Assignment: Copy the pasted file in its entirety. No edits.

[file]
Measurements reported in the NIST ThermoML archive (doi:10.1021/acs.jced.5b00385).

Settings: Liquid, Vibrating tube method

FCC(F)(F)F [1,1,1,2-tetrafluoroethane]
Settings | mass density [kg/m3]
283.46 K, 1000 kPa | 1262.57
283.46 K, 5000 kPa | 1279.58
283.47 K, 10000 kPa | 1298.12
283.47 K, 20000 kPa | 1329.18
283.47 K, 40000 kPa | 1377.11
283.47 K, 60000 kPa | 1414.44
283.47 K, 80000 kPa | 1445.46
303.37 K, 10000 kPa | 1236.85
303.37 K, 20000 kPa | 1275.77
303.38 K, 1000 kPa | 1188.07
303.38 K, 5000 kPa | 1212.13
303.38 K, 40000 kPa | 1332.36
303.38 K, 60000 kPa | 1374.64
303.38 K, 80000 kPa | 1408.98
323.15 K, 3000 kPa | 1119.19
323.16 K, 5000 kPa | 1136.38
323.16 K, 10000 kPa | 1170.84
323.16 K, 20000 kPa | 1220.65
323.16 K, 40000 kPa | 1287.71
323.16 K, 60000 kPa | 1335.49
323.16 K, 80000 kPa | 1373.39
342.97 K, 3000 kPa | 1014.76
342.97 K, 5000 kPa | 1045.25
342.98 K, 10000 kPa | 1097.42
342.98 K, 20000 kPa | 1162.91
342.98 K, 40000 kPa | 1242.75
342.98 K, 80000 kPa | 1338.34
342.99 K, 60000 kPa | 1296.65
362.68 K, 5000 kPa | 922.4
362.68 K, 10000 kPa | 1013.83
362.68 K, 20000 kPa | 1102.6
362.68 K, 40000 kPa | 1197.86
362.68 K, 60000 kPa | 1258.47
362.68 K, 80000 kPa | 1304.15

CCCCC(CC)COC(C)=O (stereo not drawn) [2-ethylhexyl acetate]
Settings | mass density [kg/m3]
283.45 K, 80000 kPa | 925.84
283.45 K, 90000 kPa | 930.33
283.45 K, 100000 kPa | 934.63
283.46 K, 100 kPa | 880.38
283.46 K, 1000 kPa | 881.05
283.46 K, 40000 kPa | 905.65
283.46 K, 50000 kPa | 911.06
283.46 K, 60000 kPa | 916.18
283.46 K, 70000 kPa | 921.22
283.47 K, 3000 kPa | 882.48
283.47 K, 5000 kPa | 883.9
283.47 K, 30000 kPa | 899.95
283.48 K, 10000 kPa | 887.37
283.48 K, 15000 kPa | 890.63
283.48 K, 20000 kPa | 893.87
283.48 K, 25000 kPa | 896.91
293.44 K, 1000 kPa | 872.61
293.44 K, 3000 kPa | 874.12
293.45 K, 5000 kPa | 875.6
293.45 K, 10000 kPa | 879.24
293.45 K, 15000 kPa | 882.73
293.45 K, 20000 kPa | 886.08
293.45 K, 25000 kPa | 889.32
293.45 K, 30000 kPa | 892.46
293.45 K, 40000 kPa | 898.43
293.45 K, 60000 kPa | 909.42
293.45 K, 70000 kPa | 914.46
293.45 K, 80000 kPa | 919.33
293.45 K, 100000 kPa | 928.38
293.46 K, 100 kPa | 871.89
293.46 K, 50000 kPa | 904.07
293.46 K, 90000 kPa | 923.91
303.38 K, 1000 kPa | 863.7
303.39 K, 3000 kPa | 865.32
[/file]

Measurements reported in the NIST ThermoML archive (doi:10.1021/acs.jced.5b00385).

Settings: Liquid, Vibrating tube method

FCC(F)(F)F [1,1,1,2-tetrafluoroethane]
Settings | mass density [kg/m3]
283.46 K, 1000 kPa | 1262.57
283.46 K, 5000 kPa | 1279.58
283.47 K, 10000 kPa | 1298.12
283.47 K, 20000 kPa | 1329.18
283.47 K, 40000 kPa | 1377.11
283.47 K, 60000 kPa | 1414.44
283.47 K, 80000 kPa | 1445.46
303.37 K, 10000 kPa | 1236.85
303.37 K, 20000 kPa | 1275.77
303.38 K, 1000 kPa | 1188.07
303.38 K, 5000 kPa | 1212.13
303.38 K, 40000 kPa | 1332.36
303.38 K, 60000 kPa | 1374.64
303.38 K, 80000 kPa | 1408.98
323.15 K, 3000 kPa | 1119.19
323.16 K, 5000 kPa | 1136.38
323.16 K, 10000 kPa | 1170.84
323.16 K, 20000 kPa | 1220.65
323.16 K, 40000 kPa | 1287.71
323.16 K, 60000 kPa | 1335.49
323.16 K, 80000 kPa | 1373.39
342.97 K, 3000 kPa | 1014.76
342.97 K, 5000 kPa | 1045.25
342.98 K, 10000 kPa | 1097.42
342.98 K, 20000 kPa | 1162.91
342.98 K, 40000 kPa | 1242.75
342.98 K, 80000 kPa | 1338.34
342.99 K, 60000 kPa | 1296.65
362.68 K, 5000 kPa | 922.4
362.68 K, 10000 kPa | 1013.83
362.68 K, 20000 kPa | 1102.6
362.68 K, 40000 kPa | 1197.86
362.68 K, 60000 kPa | 1258.47
362.68 K, 80000 kPa | 1304.15

CCCCC(CC)COC(C)=O (stereo not drawn) [2-ethylhexyl acetate]
Settings | mass density [kg/m3]
283.45 K, 80000 kPa | 925.84
283.45 K, 90000 kPa | 930.33
283.45 K, 100000 kPa | 934.63
283.46 K, 100 kPa | 880.38
283.46 K, 1000 kPa | 881.05
283.46 K, 40000 kPa | 905.65
283.46 K, 50000 kPa | 911.06
283.46 K, 60000 kPa | 916.18
283.46 K, 70000 kPa | 921.22
283.47 K, 3000 kPa | 882.48
283.47 K, 5000 kPa | 883.9
283.47 K, 30000 kPa | 899.95
283.48 K, 10000 kPa | 887.37
283.48 K, 15000 kPa | 890.63
283.48 K, 20000 kPa | 893.87
283.48 K, 25000 kPa | 896.91
293.44 K, 1000 kPa | 872.61
293.44 K, 3000 kPa | 874.12
293.45 K, 5000 kPa | 875.6
293.45 K, 10000 kPa | 879.24
293.45 K, 15000 kPa | 882.73
293.45 K, 20000 kPa | 886.08
293.45 K, 25000 kPa | 889.32
293.45 K, 30000 kPa | 892.46
293.45 K, 40000 kPa | 898.43
293.45 K, 60000 kPa | 909.42
293.45 K, 70000 kPa | 914.46
293.45 K, 80000 kPa | 919.33
293.45 K, 100000 kPa | 928.38
293.46 K, 100 kPa | 871.89
293.46 K, 50000 kPa | 904.07
293.46 K, 90000 kPa | 923.91
303.38 K, 1000 kPa | 863.7
303.39 K, 3000 kPa | 865.32